Action agreed to help farmers if dry weather persists

Farmers in East Anglia, Lincolnshire and Northamptonshire have reported they are facing significant pressures with irrigation
Farmers in East Anglia, Lincolnshire and Northamptonshire have reported they are facing significant pressures with irrigation

Further action has been agreed upon to support farmers if the dry weather persists following a review into water resources ahead of summer.

It comes as farmers experienced a dry winter and spring which has affected river flows and groundwater levels.

Lower than average rainfall, continuing through April and May – particularly in the East of England – has seen some river flows decline to lower than normal for the time of year.

In the south and east, rainfall has not replenished groundwater stores, with levels now declining.

While there is no threat to public water supply, these conditions are putting particular pressure on agriculture.

Farmers in East Anglia, Lincolnshire and Northamptonshire have reported they are facing significant pressures with irrigation.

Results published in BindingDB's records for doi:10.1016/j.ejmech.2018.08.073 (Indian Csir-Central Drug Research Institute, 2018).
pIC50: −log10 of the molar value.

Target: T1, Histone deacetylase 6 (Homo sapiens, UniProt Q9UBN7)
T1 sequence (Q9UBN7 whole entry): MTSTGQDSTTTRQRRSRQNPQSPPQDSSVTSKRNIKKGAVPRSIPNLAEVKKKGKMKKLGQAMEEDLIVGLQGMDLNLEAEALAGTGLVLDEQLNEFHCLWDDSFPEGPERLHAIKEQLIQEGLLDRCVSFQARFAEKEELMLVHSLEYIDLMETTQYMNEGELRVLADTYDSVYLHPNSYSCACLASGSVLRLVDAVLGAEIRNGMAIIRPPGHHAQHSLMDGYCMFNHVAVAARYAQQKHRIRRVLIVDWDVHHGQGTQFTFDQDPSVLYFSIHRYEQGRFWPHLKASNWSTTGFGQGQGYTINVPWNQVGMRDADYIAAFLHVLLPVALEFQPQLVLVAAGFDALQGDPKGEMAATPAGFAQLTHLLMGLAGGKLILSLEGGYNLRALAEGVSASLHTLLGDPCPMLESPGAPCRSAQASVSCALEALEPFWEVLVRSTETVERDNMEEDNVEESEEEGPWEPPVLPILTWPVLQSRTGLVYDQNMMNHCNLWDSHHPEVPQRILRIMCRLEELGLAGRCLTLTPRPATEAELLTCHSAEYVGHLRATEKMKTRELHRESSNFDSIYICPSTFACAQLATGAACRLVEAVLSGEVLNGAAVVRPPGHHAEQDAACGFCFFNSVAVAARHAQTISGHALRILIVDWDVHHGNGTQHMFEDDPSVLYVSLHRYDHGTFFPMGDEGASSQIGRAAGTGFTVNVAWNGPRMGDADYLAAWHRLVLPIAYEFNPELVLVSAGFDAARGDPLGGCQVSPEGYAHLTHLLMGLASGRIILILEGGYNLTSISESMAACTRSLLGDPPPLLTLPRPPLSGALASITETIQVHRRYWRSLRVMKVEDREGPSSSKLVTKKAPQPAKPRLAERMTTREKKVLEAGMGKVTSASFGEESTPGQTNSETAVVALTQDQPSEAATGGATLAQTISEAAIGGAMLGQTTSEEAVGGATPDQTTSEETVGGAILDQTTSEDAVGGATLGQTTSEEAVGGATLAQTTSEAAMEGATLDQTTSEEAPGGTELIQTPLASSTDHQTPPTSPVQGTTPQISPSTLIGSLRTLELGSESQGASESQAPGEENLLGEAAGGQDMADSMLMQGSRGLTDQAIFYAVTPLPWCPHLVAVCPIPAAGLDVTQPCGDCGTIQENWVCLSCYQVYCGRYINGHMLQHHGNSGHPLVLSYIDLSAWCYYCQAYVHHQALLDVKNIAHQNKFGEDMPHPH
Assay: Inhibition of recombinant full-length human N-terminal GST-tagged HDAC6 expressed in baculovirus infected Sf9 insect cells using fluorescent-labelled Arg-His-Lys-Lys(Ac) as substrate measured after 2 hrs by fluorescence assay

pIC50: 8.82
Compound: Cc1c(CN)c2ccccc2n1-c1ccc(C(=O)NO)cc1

Decline in water available

The National Drought Group (NDG) meeting, which took place earlier this week, highlighted how Environment Agency monitoring has shown a decline in water available.

There were discussions about how the water companies can help farmers during the growing season, particularly in the east of England.

Environment Agency Chief Executive, Sir James Bevan met with the NFU to agree the action needed to support farmers as well as conserve water supplies if the dry weather persists.

The union urged farmers to consider how they could be affected by running out of water and to make plans, where possible, to manage water shortages.

Safeguard food production

The EA set out a number of steps at the meeting. These include allowing farmers to flex abstraction licence conditions to take more water in order to safeguard food production and animal welfare.



So far in 2019, 90% of requests from farmers have been approved.

Another step mentioned is the extension of the licence trading map from East Anglia to Lincolnshire, Northamptonshire, East Midlands and West Midlands, to help abstractors look for opportunities to access other abstractors’ unused water.

Finally, the Environment Agency will continue to work with the NFU, CLA and AHDB to hold advice sessions for farmers since January 2019.